It’s easy to pick on Bill Gross because he made it so easy for everyone to do so. Time and again, he called for an end to the bond market “bull”, seeking to make huge profits on the fixed income massacre he said would soon follow whichever one of those decrees. There were several and they weren’t limited to just US Treasuries.
The real reason why we highlight Mr. Gross as opposed to some other so-called Bond Kings is that, in one very important sense, he got it exactly right. Low yields are a choice rather than the permanent condition they might otherwise appear to be. A choice of central bankers to keep doing QE’s as well as a choice made by politicians, and the voters who vote for them, to continue tolerating this madness.
Ironically, it is opportunity at least more broadly speaking which is why what Gross had hoped will happen. In other words, when the real economy finally pulls itself up out of the toilet for once, when it looks like this is actually for real and not just some mirage concocted by central banker bumper sticker slogan, that’s when the “bull” market dies for good.
Or, as Bond King Bill put it when in May 2013, during one of his (several) end-of-bond-bull proclamations:
The manager of the world’s largest bond fund stressed that a bear market in bonds won’t start until economic growth and inflation pick up — an arrangement that he doesn’t expect to see immediately. [emphasis added]
Funny how “doesn’t expect to see immediately” is doing so much heavy lifting in that quote. May 2013 was, you’ll note, seven and a half years ago. Therefore, what we can piece together from just these two things is that, for seven and a half years, there must not have been “economic growth and inflation” picking up.
Even the Federal Reserve has of late given up pretending on the inflation side.
Since markets are forward-looking and probabilistic, what that had meant – even during 2017’s inflation hysteria – was bond yields reflecting only a small change in probability for this inflationary outcome. Rising nominal yields didn’t rise all that much, certainly nowhere near as much as Mr. Gross or his peers had been chirping about, while flattening curves combined with reluctant nominals discounted future likelihoods it was ever going to get very far.
It never got very far.
At no point during that very long period did it realistically look like recovery was happening. In reality, I mean; in the financial media drawing from central banker opinions, recovery had always been a done deal. It was widely reported as fact, a huge part of the social and political problems we’ll have to contend with for a long time (but that’s another story).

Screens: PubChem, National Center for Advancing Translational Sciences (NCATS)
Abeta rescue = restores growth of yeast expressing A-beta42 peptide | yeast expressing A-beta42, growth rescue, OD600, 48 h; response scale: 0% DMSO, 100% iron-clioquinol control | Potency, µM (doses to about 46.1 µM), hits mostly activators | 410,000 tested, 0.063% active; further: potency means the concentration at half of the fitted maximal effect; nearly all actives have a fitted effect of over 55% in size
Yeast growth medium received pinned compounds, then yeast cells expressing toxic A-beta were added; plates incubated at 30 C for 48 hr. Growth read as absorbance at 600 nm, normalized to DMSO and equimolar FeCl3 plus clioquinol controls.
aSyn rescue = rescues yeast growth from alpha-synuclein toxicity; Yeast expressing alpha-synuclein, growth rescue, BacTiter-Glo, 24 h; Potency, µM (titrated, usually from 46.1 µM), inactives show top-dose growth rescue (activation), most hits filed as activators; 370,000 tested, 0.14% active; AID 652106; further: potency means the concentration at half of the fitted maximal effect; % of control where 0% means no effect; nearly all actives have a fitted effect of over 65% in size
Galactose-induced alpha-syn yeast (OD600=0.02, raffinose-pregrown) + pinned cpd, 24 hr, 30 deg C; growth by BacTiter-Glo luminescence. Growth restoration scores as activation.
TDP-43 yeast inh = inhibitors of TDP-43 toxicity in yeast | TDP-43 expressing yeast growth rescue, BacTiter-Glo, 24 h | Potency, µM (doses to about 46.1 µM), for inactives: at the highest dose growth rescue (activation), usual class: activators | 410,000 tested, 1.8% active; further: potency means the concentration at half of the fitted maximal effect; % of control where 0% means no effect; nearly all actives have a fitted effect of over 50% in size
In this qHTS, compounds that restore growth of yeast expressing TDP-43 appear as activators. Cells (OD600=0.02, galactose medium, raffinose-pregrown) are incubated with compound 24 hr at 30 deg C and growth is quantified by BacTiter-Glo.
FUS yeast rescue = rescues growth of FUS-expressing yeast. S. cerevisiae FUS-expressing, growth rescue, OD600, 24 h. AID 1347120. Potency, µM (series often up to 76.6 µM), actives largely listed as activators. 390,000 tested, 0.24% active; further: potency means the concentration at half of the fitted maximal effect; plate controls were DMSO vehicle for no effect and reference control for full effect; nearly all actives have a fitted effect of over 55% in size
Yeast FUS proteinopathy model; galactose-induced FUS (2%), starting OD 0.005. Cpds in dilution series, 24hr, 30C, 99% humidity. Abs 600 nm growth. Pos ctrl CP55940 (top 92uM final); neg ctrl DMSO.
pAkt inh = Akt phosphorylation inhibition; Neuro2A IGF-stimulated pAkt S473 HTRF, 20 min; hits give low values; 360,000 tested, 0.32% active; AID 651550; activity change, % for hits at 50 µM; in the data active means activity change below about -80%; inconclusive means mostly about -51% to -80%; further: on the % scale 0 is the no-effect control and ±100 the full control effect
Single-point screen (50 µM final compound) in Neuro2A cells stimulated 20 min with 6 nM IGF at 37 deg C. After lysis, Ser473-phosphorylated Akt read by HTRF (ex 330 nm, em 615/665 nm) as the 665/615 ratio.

In the middle of all of this was the same thing: QE. You can therefore understand why central bankers would want to outright cheer economic conditions to the point of purposefully skewing their views (with the unemployment rate). And in 2017, the pressure for doing so was at its maximum (inflation hysteria).
Alas, no BOND ROUT!!!!
As I wrote, Mr. Gross hadn’t been content to try and kill just the Treasury market. He had done the same thing elsewhere when in April 2015 he predicted German bunds represented the “short of a lifetime.” The ECB had just begun its first full-blown QE program (though it had followed nearly a year of negative rates and several months of “targeted” LTRO’s, obviously neither of which hadn’t accomplished much) that, like Gross’s feelings on the Federal Reserve’s late 2012 QE’s 3 and 4 (yes, there were four to that point), amounted to surefire inflationary recovery.
The BOND ROUT!!! in either market was predicated on QE being effective. How it might be so, to my knowledge Gross never explicitly stated or betrayed knowledge he actually knew (other than just trusting econometric models, in those he was well-versed). However it was supposed to work, he thought it definitely would.
And, again, if it had worked he’d have been absolutely correct.
But it didn’t work. Not once. Not in any place it has ever been tried.
When Gross shouted his bund short in 2015, that specific German federal security yielded near zero, a mere +7 bps; lots of room on the upside for shorts. That much is very easy to understand, the path of least resistance always seems to line up in that direction. They’ve got to go higher, don’t they? Can’t stick so low forever, can they?